Biodiversity open card game, like Pokemon for science

David Ng, a biologist at the University of British Columbia, has created an launched a free/open card-trading game that uses Pokemon-style mechanics to teach biodiversity. It's a wonderful concept and it really looks like a great game, too!
Phylo (or if you rather use the preferred term of endearment, Phylomon) is an an online initiative aimed at creating a Pokemon card type resource but with real creatures on display in full "artistic" wonder, and all via a non-commercial-open-access-open-source-because-basically-this-is-good-for-you-your-children-and-your-planet sort of way. This means that it thrives on contributions from folks who are artists, folks who are scientists, folks who like games, folks in the business of educating children, as well as folks of other expertise as various situations arise. Essentially, every step of game development, from imagery to the rulebook(s), is an exercise in crowd sourcing.

On the site, you can even check out the phylo project's origin story. Here, you'll learn that it was essentially inspired by Andrew Balmford, a conservational biologist who in 2002 published a curious paper in Science that showed that children as young as 8 were able to identify and characterize up to 120 different Pokemon characters. Yet, by the time they entered secondary school, they still couldn't identify half of the UK's 100 most common plants and animals. In the paper, Andrew was understandably troubled by this, and simply asked "Why is this?" and "Is there anything we can learn from this?"

In any event, the project has just started off with 12 cards, so that people can get a sense of what the site is all about, but there are plans to roll out new cards at a rate of at least one per weekday starting next week. Anyway, do go check it out, tell others about it, or better yet, get involved. Currently, the two biggest requests is to have more artists submitting their work (drawing and/or photographs), and for gamers to have a crack at a prototype rule set, or to even come up with alternate rules.

Interestingly, there are some who currently estimate there being roughly 1.9 million different species that have been classified by humans. Wouldn't it be cool to have a biodiversity card game with the potential to have that many cards?



  1. How likely is this to run afoul of the patent granted in 1997 to Wizards of the Coast for collectible trading card games?

  2. I’m an enormous fan of TCGs, so this is something I could see myself loving. However, crowdsourcing the rules seems like a bad idea– having a game designer (or a well-organized team of designers) seems essential for gameplay balance.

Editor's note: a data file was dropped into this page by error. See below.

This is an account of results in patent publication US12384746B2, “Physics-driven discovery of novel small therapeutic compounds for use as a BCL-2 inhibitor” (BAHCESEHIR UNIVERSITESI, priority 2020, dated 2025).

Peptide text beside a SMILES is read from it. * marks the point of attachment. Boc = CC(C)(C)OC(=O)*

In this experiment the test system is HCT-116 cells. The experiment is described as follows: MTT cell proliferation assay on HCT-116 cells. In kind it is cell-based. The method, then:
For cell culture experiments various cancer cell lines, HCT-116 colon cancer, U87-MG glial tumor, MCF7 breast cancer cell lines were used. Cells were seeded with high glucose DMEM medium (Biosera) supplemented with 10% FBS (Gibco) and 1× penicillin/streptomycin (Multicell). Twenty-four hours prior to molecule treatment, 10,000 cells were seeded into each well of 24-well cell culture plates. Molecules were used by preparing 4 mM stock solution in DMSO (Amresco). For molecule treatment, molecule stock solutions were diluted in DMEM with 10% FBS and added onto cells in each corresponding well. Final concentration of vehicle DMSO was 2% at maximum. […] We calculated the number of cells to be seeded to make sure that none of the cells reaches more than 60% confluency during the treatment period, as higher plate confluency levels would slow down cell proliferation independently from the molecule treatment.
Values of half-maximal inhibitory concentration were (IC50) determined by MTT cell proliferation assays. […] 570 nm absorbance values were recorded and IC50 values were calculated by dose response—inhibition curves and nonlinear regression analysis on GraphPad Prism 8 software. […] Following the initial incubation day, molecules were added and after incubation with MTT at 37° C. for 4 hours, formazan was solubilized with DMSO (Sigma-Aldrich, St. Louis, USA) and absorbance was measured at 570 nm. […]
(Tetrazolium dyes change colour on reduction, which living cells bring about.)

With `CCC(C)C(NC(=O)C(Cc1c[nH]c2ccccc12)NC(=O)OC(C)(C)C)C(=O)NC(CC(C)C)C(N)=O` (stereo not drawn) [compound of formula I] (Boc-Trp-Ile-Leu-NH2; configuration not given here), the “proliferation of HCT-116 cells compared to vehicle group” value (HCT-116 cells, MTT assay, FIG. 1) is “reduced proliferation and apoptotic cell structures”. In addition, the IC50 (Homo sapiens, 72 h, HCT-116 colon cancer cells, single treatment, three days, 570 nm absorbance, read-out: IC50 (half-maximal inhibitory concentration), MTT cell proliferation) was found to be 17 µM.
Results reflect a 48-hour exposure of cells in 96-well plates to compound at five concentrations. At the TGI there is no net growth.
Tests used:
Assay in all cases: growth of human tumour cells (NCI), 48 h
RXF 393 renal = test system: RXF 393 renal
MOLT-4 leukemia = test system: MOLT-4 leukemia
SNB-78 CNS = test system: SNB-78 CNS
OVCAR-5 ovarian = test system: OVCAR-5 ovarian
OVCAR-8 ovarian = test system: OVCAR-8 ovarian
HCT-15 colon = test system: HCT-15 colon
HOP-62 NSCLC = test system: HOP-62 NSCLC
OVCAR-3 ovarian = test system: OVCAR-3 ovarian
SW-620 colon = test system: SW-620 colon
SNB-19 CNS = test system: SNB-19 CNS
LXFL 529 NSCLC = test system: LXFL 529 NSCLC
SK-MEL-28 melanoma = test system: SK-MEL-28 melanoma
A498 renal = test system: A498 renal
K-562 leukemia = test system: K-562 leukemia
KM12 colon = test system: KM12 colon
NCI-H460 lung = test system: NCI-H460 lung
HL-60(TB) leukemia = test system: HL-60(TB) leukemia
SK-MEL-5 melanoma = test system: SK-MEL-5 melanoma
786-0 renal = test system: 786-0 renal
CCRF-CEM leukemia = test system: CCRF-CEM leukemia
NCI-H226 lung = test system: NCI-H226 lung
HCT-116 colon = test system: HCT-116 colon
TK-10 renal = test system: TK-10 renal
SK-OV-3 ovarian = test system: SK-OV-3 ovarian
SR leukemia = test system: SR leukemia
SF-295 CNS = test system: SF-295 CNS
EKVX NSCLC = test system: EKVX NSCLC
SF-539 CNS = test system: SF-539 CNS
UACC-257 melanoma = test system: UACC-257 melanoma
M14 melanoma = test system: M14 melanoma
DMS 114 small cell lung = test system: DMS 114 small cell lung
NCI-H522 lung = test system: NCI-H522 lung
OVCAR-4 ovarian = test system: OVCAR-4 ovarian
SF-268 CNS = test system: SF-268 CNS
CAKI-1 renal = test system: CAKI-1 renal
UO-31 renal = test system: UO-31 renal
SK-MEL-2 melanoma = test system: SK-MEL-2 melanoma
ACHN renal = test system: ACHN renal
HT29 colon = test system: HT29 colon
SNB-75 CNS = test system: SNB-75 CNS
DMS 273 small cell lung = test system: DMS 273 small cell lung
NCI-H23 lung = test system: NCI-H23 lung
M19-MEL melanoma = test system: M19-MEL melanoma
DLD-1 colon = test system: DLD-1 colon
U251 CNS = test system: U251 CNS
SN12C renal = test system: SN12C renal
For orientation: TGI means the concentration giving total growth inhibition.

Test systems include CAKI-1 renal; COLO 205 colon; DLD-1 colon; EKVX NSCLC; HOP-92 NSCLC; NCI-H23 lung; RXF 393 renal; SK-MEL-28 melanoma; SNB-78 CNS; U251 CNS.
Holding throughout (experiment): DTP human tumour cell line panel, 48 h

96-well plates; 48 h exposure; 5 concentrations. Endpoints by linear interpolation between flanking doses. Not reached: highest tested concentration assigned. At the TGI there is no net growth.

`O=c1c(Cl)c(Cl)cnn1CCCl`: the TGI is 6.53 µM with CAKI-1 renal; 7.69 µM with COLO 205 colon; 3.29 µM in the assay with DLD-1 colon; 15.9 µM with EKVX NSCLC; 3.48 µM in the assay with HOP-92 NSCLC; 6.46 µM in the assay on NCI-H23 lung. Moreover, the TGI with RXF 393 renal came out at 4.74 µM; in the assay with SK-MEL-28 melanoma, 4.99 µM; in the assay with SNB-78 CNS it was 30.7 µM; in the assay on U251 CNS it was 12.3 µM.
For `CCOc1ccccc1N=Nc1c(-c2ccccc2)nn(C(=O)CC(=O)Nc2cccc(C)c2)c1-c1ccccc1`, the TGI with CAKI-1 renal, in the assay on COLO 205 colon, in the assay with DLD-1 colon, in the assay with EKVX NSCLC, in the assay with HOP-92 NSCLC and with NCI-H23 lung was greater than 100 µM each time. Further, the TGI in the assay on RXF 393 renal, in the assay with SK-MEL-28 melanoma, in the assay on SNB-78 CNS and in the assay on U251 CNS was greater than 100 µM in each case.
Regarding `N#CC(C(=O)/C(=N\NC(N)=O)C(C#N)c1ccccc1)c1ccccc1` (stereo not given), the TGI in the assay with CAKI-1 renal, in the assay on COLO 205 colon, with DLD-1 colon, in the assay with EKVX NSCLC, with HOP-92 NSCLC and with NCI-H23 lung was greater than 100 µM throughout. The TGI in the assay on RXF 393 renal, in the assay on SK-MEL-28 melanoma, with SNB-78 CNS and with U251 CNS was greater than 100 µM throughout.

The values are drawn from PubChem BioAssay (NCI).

3. Good luck, but it reminds me a lot of the attempt to create “educational comics” in decades past when comic books were the in thing among kids. Educators surely thought: “If kids can remember the origin stories of dozens of superheroes, why can’t we use the medium to teach them about the causes of the first world war?”. It didn’t work so well. Fantasy just is more appealing to youth (and a large part of adults as well) than is reality.

  4. Hey Shazbot, I totally agree. In fact the ideal scenario is to actually have that “well organized team of designers” step in to start working on a set of rules. Or better yet, have this team be the primary moderator of gaming ideas.

    As well, we’ve taken the notion that there isn’t necessarily only one set of “official” rules. Just like a normal deck of 52 playing cards, we’re hopeful that since the cards are just scientifically literate content holders, there are potentially a wide range of different ways of playing. These hopefully will get a chance to be presented on the website because they (1)show good potential, (2) because they been tested and have gotten good feedback, or (3) -as the case may be right now – because it’s the most polished set of rules available.

    For instance, I would love someone to come up with a compelling gameplay that works with very young children, or a gameplay that can really use the biological classifications (like an evolution sort of game?).

    Anyway, thanks for the comment! You should register on the forum!

  5. It sounds great, and I really like the use-generated content aspect of it.

    However, if I know anything about Humans, and how they perceive other species, I’m guessing that the number of species picked will be something like this: 90% of species drawn will be animals, of those, 90% will be vertebrae, of those, 90% will be mammals, of those 90% will be cute mammals.